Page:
When developing a hybrid model, automakers have a handful of options. They can try to copy Toyota's tried-and-true formula of focusing on increased efficiency while sacrificing some degree of performance, a path that worked for the Toyota Prius but not so much for the Honda Insight. Option two is to develop a hybrid that uses its gas-electric hardware to outperform its conventional stablemates. Think of the late Honda Accord Hybrid and you'll understand what a performance-oriented gas-electric can offer. Path number three, the one least traveled, marries performance with frugality, a rare combination that only a handful of vehicles like the Infiniti M35h and the upcoming Volkswagen Jetta hybrid aim to offer.
Jetta technical project manager Michael Hinz told Autocar that hybrid systems can be designed to either boost power or to improve efficiency. He added that a turbocharged gas engine is the preferred starting point for a performance hybrid, whereas a diesel-electric system makes for a frugal model.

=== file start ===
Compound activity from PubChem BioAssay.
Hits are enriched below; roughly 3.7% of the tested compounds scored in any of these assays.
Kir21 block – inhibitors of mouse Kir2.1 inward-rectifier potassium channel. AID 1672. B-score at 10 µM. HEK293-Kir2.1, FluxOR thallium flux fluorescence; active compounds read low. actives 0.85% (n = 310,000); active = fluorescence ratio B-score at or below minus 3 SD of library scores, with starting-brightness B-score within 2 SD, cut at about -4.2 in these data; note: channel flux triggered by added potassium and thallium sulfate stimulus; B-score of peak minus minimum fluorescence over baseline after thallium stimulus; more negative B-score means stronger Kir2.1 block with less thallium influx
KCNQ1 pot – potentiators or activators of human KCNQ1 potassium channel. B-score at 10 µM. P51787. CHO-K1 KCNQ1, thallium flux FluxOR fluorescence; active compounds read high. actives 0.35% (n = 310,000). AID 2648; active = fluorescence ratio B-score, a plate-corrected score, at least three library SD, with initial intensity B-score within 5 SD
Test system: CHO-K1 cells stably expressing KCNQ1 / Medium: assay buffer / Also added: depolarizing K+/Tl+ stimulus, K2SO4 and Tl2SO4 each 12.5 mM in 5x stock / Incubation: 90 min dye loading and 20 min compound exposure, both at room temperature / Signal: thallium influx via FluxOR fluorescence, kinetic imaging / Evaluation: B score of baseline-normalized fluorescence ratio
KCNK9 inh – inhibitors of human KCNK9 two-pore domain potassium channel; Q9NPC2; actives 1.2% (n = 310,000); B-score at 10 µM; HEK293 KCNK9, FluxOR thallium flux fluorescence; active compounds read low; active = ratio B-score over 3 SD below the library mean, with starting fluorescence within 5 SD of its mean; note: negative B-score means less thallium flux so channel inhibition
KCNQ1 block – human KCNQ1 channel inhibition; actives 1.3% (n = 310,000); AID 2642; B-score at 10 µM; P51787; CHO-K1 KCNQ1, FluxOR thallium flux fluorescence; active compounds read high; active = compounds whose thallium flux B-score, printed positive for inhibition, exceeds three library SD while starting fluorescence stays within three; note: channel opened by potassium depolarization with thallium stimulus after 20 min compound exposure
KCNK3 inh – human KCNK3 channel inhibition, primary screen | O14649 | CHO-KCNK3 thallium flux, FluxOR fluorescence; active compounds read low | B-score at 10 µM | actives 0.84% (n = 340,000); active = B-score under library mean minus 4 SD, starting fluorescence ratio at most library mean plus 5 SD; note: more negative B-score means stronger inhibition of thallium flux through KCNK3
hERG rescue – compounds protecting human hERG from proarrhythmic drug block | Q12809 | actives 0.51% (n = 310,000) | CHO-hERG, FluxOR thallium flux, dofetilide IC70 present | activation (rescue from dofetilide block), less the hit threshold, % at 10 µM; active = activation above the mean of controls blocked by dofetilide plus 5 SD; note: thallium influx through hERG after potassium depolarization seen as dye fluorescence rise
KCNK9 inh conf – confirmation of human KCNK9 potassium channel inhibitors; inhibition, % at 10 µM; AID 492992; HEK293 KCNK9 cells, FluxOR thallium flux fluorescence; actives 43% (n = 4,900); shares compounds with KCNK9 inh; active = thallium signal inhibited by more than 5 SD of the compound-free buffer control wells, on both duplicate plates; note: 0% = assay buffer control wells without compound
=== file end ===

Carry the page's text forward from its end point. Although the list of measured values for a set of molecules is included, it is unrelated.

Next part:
The Jetta hybrid, already confirmed for Europe in 2012, will pack one of the firm's low-displacement TSI engines, most likely the 1.4-liter inline-four. This engine already puts out some decent numbers – 148 horsepower and 177 pound-feet of torque. Combine that with an electric motor and a lithium-ion battery pack and we're looking at the potential for 175 hp and 280 lb-ft. That covers the performance side, but the 1.4-liter TSI engine is an efficient runner on its own and the addition of some hybrid hardware is likely to make it quite the gas miser. Estimates of 45 miles per gallon don't seem far-fetched and if VW can pull it off, then the Jetta hybrid could join the rare breed of gas-electrics that don't sacrifice performance while being fairly frugal.